Financial decisions and their implications are an important consideration for global business?. This module will examine a range of theoretical and practical issues surrounding financial decision making. The module will provide students with an understanding of the key issues and techniques used in financial decision making with particular emphasis placed on corporate governance within the context of financial decision making.
The module is designed to address the critical environment in which Managers operate, the challenges they face and the roles they play in the processes of planning, organising, leading, controlling, coordinating and improving organisational performance. Practical exercises will reinforce the work done in the previous sessions to ensure understanding and ability to articulate and communicate the content.
This module is designed to develop an understanding of project management issues, roles and activities within organisations by exploring the balance between theory, practical skills and knowledge.
This module is designed to provide students with the necessary tool kit to lead their own professional credibility, during and after their under graduate study. It will provide an interactive and experiential learning environment for students whereby they can learn about the kind of business leader they want to become and how to achieve this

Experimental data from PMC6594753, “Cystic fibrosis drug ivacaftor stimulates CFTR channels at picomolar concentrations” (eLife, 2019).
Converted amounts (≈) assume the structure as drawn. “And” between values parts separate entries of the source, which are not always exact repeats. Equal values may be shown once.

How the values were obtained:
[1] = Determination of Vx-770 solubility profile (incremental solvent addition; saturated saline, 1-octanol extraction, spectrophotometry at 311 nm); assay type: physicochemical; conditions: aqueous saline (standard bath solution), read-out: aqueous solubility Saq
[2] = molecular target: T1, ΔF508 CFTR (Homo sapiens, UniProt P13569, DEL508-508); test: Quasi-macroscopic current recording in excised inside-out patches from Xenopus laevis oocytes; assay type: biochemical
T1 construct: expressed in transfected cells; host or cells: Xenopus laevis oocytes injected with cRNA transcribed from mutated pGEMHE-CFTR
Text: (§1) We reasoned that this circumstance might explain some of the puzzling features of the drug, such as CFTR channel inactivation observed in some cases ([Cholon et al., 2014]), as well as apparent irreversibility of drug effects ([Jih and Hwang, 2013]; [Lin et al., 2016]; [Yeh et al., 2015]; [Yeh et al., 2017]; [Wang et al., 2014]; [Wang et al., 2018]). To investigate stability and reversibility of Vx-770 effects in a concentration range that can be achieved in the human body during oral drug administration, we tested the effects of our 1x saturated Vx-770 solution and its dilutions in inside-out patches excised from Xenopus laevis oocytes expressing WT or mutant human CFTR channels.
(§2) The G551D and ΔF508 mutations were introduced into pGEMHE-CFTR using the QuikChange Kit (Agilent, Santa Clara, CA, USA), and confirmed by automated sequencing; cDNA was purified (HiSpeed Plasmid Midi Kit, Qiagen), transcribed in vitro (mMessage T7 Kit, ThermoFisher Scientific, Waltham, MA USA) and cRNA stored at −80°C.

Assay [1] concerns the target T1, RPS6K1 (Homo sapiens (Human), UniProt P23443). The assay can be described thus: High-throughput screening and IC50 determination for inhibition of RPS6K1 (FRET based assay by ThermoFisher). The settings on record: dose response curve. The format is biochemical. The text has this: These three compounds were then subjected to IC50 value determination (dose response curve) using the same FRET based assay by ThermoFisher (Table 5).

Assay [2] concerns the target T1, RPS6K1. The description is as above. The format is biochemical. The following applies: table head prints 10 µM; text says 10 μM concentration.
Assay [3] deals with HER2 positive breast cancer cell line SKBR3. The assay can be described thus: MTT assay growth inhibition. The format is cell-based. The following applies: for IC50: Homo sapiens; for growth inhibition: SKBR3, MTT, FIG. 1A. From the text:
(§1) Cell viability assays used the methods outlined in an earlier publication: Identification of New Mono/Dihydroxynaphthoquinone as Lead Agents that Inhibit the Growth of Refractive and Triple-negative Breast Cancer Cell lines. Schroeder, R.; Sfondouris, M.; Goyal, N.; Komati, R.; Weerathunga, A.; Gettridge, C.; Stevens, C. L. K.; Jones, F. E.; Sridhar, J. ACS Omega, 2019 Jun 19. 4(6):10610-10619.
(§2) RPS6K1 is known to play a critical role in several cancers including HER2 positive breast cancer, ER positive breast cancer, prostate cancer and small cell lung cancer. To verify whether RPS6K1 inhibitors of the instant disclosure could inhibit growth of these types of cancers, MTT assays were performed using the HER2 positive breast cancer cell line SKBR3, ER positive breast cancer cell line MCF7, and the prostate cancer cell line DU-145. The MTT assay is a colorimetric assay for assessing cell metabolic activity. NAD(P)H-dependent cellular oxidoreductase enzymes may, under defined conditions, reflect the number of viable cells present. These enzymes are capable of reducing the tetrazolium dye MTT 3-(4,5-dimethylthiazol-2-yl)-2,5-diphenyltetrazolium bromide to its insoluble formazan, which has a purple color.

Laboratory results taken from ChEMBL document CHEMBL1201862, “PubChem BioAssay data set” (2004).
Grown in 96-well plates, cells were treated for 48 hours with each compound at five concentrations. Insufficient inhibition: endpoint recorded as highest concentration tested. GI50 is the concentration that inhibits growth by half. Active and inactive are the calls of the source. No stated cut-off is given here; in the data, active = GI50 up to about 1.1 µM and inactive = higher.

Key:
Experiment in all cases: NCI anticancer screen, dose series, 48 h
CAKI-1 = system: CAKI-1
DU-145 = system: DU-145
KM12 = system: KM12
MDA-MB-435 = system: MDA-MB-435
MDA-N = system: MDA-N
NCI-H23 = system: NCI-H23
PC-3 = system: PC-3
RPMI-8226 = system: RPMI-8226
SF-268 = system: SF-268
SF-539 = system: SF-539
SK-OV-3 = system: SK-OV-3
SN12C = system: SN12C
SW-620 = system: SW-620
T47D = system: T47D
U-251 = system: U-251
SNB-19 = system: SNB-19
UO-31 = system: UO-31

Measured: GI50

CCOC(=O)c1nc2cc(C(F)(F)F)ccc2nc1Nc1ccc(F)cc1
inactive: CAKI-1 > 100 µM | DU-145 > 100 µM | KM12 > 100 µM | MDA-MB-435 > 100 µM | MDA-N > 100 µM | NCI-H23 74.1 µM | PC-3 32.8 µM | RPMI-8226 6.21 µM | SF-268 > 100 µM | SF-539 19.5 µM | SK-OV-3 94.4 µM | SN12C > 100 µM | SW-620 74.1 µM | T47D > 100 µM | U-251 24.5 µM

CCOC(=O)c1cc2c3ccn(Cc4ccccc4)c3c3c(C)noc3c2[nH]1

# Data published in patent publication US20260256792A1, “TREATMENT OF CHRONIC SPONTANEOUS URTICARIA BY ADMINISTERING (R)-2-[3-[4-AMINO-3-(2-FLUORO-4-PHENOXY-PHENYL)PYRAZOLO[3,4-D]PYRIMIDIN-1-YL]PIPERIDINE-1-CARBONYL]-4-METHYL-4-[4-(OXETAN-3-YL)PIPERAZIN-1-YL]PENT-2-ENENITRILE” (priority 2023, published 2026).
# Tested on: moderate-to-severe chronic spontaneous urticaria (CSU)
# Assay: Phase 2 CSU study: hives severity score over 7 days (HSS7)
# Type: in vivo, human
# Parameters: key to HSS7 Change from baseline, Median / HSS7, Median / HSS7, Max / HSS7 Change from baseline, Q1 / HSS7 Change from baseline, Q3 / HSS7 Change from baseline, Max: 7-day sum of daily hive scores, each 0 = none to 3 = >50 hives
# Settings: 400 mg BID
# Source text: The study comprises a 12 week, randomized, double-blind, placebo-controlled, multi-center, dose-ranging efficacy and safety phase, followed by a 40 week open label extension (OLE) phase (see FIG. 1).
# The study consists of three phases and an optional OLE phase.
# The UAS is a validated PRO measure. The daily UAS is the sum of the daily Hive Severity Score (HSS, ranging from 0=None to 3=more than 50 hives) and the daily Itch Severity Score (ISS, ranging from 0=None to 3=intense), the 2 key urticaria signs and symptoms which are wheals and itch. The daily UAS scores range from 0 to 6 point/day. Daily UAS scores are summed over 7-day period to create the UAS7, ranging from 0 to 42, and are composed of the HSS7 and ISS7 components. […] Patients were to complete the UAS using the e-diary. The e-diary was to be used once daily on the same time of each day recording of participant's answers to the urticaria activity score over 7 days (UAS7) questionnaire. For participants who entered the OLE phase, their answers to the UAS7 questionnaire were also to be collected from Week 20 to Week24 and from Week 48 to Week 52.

Irish Language and Culture 2
This module builds on the achievement of students at Level 4 and aims to consolidate the students? capacity as a reflective learner. A number of the sociocultural topics encountered at Level 4 will be extended and developed and new topics will be introduced. Task-based learning methods will be used to develop and nurture each individual student?s linguistic, sociolinguistic and pragmatic competence in Irish. This module is delivered through the medium of Irish
This module is optional
This module provides an opportunity to undertake an extended period of study in the USA; to acquire business and management skills, and to develop educational and social links. Places on the module are limited and subject to a competitive selection procedure.
Diploma in Professional Practice
This module is optional